Barkevious Mingo, OLB, LSU
Before free agency, a pick like Mingo would have been a slam dunk A+ for the Browns. But after giving Paul Kruger a sizable contract in free agency, and having Jabaal Sheard, there's only so many snaps to go around. Does this leave Mingo to be a pass-rush specialist at the start of his career? This is a good pick because he's such a dynamic athlete with upside. But the Browns will have to find a away to get enough plays for Mingo, Kruger and Sheard. That is, unless Sheard gets traded.
Jarvis Jones, OLB, Georgia
The Steelers weren't flashy in the first round. They didn't trade up or down. They weren't even being talked about to move off the 17th pick. Instead, the Steelers sat back and let Jones, the most natural 3-4 pass rusher in the draft, slide to them. In the Pittsburgh system, Jones is an easy upgrade over James Harrison. He's the kind of player that can get 10 sacks as a rookie and make the Pro Bowl.
DeAndre Hopkins, WR, Clemson
The thought of Hopkins, the draft's best wide receiver, in the Houston offense is unfair to the rest of the NFL. There's nothing negative to say about the pick. Great value and a great pick.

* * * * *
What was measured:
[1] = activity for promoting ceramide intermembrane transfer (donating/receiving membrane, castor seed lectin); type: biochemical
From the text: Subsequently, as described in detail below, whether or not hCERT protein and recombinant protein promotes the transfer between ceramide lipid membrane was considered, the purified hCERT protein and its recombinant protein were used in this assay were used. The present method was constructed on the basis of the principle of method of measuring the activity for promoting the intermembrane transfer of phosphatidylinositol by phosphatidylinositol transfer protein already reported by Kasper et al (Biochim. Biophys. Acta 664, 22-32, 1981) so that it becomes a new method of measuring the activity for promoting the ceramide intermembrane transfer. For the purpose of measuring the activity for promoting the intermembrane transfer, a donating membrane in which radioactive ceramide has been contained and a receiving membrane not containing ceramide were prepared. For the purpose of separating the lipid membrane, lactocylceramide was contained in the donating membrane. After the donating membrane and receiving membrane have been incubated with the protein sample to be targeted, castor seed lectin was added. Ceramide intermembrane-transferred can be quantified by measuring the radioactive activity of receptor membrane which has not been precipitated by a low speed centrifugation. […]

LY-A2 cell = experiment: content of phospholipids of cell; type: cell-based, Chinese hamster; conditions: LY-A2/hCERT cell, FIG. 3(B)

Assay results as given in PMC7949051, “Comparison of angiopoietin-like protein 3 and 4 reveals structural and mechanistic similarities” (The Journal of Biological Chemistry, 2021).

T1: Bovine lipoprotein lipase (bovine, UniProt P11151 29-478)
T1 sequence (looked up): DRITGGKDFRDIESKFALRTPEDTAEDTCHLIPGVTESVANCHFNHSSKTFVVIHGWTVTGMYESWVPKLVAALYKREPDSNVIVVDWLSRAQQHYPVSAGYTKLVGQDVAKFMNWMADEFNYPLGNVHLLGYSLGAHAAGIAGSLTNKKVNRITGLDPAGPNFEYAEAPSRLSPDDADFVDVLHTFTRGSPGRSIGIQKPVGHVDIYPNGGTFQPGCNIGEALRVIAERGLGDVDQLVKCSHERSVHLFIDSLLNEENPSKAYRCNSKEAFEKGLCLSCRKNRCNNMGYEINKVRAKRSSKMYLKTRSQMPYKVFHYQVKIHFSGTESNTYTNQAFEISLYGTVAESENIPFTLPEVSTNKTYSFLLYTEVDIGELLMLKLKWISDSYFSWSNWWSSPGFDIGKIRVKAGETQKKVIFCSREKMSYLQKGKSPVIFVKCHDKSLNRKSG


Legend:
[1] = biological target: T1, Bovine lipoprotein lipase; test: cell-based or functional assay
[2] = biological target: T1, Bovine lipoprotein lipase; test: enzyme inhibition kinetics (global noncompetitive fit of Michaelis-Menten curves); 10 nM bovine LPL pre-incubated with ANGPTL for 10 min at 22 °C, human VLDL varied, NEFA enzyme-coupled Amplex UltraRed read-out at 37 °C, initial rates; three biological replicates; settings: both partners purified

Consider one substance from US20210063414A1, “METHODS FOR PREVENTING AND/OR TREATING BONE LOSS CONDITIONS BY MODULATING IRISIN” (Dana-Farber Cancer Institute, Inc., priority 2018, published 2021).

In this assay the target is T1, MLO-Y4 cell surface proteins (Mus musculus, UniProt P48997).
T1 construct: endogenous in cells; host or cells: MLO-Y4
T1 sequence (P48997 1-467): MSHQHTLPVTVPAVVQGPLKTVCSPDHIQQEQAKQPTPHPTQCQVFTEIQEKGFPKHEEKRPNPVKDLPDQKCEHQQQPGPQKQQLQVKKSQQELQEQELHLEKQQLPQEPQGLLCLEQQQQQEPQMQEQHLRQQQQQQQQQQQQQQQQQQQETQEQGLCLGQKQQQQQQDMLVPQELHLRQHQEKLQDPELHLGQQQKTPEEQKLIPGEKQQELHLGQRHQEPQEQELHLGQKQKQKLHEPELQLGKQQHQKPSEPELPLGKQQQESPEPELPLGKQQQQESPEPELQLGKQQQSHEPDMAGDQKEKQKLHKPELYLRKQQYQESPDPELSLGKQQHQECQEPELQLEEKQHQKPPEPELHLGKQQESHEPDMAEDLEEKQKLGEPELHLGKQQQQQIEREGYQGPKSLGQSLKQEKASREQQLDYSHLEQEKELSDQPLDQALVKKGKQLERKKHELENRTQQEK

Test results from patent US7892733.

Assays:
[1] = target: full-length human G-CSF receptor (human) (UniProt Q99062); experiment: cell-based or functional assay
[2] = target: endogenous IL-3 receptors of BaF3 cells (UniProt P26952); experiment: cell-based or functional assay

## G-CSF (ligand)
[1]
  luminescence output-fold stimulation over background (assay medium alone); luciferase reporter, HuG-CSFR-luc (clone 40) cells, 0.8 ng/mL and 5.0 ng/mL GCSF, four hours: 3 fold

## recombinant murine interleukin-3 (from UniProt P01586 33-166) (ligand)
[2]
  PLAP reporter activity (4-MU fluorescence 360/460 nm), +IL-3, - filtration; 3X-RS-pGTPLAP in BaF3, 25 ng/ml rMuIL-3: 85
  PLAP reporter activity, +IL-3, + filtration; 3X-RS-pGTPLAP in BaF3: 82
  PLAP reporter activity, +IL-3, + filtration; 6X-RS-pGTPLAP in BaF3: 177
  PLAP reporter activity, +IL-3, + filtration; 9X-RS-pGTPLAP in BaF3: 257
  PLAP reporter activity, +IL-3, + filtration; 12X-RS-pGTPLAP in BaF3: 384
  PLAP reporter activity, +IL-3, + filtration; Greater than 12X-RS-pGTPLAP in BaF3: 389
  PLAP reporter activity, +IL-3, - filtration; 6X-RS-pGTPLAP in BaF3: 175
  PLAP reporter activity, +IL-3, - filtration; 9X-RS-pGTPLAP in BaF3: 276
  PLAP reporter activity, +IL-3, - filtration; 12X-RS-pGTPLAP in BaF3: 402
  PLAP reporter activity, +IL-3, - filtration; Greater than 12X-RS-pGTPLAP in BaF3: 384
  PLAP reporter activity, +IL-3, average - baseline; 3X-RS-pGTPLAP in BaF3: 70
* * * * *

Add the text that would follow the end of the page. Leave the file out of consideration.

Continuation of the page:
Bjoern Werner, DE, Florida State
It's difficult to see where Werner fits on a 3-4 defense. He's not athletic enough to play linebacker. He's not quite big enough to play defensive end in a three-man front. Werner is a heady player who is going to work hard to improve. But will Werner make many impact plays for the Colts?
Luke Joeckel, OT, Texas A&M
Joeckel was our top-rated player in the draft this year, and if the Jaguars were adamant on getting a tackle, this is the best choice. Maybe it's questionable to take a right tackle second overall, but at the least Joeckel gives the Jags insurance if Eugene Monroe doesn't re-sign.
Chance Warmack, G, Alabama
The only real quibble with this pick is that the Titans signed guard Andy Levitre in free agency. The Titans needed to improve the interior of their offensive line, so these moves accomplish it. But they'll now have a lot of money tied into the position. Warmack is a good power blocker, so he's a natural for the right side.
Sylvester Williams, DT, North Carolina